Tuesday, 25 April 2017

Prof Sultan : "Millions of people should stop taking statins because side effects outweigh possible benefits"


Professor Sherif Sultan, president of the International Society for Vascular Surgery, said millions of people should stop taking the heart drugs because side effects outweigh possible benefits.

He told a conference in Brazil this month that the drugs should only be considered for patients who have had a heart attack and never for a child, woman or patient over 62 years old, as there was no evidence it could benefit them.

He also said the medication did not reduce overall death rates in anyone.

for the full story click here.

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Further reading

on the Youtube
STATIN NATION (First 13 mins)

Monday, 24 April 2017

how to reduce the risk of developing CVDs?

the answer is rather straightforward!

Please consider your consumption of 10 foods/nutrients associated with cardiometabolic diseases: fruits, vegetables, nuts/seeds, whole grains, unprocessed red meats, processed meats, sugar-sweetened beverages (SSBs), polyunsaturated fats, seafood omega-3 fats, and sodium.

New research suggests that

The largest numbers of estimated diet-related cardiometabolic deaths were related to  
high sodium (66 508 deaths in 2012; 9.5% of all cardiometabolic deaths), 
low nuts/seeds (59 374; 8.5%), 
high processed meats (57 766; 8.2%), 
low seafood omega-3 fats (54 626; 7.8%), 
low vegetables (53 410; 7.6%), 
low fruits (52 547; 7.5%), and 
high SSBs (51 694; 7.4%). 

Between 2002 and 2012, population-adjusted US cardiometabolic deaths per year decreased by 26.5%. 

The greatest decline was associated with insufficient polyunsaturated fats (−20.8% relative change [95% UI, −18.5% to −22.8%]), nuts/seeds (−18.0% [95% UI, −14.6% to −21.0%]), and excess SSBs (−14.5% [95% UI, −12.0% to −16.9%]). 
The greatest increase was associated with unprocessed red meats (+14.4% [95% UI, 9.1%-19.5%]).


Wednesday, 19 April 2017

Statins and Declaration of Interests

While writing my new book, I came across the following...

Interpretation of the evidence for the efficacy and safety of statin therapy

Declaration of interests
…it has a staff policy of not taking personal payments from industry (with reimbursement sought only for the costs of travel and accommodation to attend scientific meetings).
@..@ is co-inventor of a genetic test for statin-related myopathy risk, but receives no income from it.
@..@ has received research grants from, and served as a consultant to, Merck and Pfizer.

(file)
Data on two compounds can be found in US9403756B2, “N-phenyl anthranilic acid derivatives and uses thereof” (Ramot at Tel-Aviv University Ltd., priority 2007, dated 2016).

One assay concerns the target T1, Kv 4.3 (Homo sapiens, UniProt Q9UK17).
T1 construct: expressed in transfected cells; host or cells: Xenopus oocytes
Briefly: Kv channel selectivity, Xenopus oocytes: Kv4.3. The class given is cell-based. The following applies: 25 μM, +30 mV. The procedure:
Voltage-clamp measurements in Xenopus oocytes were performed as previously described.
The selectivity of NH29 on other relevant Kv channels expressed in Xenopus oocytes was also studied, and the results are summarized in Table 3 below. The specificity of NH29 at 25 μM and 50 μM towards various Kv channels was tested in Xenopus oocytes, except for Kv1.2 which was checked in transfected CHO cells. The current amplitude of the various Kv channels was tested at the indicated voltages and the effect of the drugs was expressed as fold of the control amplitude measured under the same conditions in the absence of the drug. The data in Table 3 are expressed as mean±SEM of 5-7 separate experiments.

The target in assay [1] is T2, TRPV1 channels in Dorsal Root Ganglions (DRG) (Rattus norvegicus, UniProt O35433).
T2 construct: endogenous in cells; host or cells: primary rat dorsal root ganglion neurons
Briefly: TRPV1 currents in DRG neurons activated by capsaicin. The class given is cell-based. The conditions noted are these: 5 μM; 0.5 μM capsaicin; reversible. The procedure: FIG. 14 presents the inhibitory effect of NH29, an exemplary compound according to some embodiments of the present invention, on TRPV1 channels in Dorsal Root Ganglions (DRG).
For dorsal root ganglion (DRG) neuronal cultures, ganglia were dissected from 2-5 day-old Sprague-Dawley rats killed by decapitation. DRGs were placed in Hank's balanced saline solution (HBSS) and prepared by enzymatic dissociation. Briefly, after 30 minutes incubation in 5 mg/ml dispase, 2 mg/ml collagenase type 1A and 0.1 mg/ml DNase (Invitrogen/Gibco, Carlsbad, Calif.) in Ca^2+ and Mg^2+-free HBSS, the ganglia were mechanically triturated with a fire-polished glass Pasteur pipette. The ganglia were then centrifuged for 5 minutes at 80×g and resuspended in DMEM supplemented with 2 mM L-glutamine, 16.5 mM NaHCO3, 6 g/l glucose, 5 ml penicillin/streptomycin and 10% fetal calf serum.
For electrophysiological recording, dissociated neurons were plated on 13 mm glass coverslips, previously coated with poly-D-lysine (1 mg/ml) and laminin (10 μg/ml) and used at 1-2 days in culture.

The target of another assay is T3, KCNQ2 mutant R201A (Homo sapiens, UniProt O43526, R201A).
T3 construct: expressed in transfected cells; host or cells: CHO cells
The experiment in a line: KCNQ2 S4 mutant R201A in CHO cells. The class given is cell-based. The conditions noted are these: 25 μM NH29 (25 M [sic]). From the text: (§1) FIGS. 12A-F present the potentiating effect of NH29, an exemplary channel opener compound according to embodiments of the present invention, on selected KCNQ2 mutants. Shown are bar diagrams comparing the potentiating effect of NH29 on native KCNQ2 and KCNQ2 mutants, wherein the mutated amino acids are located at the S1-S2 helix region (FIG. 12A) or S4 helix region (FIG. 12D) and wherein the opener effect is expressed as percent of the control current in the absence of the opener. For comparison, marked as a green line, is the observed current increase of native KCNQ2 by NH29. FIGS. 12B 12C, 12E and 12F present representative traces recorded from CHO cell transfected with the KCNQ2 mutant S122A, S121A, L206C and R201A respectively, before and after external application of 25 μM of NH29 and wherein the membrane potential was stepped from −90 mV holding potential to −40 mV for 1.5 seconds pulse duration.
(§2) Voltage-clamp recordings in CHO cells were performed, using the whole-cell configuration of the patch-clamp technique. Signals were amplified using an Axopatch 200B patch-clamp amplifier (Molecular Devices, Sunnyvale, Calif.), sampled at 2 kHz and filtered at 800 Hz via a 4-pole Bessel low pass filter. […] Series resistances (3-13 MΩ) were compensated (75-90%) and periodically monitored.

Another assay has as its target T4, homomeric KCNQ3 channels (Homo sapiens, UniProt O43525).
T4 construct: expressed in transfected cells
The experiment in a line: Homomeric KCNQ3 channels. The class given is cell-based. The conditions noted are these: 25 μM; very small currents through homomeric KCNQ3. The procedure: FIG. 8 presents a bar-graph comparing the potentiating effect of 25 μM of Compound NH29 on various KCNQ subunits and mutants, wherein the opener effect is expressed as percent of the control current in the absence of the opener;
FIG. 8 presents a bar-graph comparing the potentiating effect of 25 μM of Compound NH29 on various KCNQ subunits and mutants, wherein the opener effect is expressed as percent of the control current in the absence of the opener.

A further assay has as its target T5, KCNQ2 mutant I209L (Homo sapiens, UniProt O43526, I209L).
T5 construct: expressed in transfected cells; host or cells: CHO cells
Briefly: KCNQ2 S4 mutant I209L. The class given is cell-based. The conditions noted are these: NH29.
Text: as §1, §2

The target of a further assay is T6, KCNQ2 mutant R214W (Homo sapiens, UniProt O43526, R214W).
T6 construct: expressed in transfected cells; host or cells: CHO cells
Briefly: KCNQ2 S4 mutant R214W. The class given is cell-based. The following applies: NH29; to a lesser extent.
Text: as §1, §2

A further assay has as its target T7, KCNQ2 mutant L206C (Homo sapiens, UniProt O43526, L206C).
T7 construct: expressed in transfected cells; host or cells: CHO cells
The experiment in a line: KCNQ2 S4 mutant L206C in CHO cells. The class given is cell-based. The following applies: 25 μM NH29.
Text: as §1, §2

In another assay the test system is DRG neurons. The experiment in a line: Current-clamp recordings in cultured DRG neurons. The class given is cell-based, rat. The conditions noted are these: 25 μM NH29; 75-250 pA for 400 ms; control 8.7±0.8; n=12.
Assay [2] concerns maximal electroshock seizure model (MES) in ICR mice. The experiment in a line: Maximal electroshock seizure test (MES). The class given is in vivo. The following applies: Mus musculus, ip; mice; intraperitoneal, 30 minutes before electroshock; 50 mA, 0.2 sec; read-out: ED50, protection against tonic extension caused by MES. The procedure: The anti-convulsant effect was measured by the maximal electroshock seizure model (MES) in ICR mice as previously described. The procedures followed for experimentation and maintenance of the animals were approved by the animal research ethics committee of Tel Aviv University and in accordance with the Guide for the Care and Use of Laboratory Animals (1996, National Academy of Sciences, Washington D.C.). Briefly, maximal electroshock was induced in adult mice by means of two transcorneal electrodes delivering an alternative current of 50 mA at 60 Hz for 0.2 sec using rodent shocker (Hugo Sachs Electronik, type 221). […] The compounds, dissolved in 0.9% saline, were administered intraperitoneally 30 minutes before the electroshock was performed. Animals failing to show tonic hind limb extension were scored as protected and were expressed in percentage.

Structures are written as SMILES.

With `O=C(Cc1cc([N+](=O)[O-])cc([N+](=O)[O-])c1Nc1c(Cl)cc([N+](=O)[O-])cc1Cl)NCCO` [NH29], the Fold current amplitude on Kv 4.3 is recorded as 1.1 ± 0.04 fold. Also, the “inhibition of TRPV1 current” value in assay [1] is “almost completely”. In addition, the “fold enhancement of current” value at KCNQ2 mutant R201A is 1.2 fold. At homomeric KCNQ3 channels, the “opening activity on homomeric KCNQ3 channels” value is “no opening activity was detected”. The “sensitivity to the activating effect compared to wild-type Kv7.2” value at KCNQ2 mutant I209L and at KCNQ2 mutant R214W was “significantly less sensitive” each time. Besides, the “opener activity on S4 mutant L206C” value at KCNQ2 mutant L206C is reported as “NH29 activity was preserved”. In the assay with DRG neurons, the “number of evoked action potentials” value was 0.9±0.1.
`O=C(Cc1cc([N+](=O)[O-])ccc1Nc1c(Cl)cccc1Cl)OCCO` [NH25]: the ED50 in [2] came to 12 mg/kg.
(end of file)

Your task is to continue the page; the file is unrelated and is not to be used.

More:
@..@ has twice received travel and accommodation funding and honoraria from Merck.
@..@ receives compensation for serving on data monitoring committees for clinical trials (including of statins) funded by Abbvie, Actelion, Amgen, AstraZeneca, Boehringer Ingelheim, GlaxoSmithKline, Merck, Sanofi and Teva.
@..@ has received research grants for research on statins and polypill development from Bristol-Myers Squibb and BUPA.
@..@ declares that George Health Enterprises, the social enterprise arm of the George Institute, has received investment to develop combination products containing statin, aspirin, and blood-pressure-lowering drugs.

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It's bloody elementary, my Dear Watson ◎

Go RED with your colleagues for Irish Heart this May

Register now and help us keep Ireland’s hearts healthy and happy!
Here are a few easy workplace fundraising ideas:

Happy Heart pin - Sell our Orla Kiely designed heart pin at reception or in your canteen at lunch.
Casual Red Day - For a donation staff can dress down and wear red.
We HEART Cake - Ask your colleagues to bake yummy treats to sell. 
The BIG Raffle - The more valuable the prize the more you’ll raise, so raffle off an annual leave day or a parking spot. 

As soon as you register we will send you out a fundraising pack with balloons, posters, and a Happy Heart counter box with 50 heart pins.

For more information please email Laura

Best of luck with your fundraising and many thanks for your support.

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Keep Irish hearts beating

Heart disease is Ireland’s biggest killer with 27 dying every day.
Heart & Stroke volunteers make a huge difference to the lives of Irish people through their generous contributions of time and commitment.
We’re looking for Happy heart volunteers to support our Happy Heart appeal.
Please get involved and give a few hours of their time on May 12th to sell Happy Heart pins.
By being the face of Heart & Stroke in your community – you will help save lives.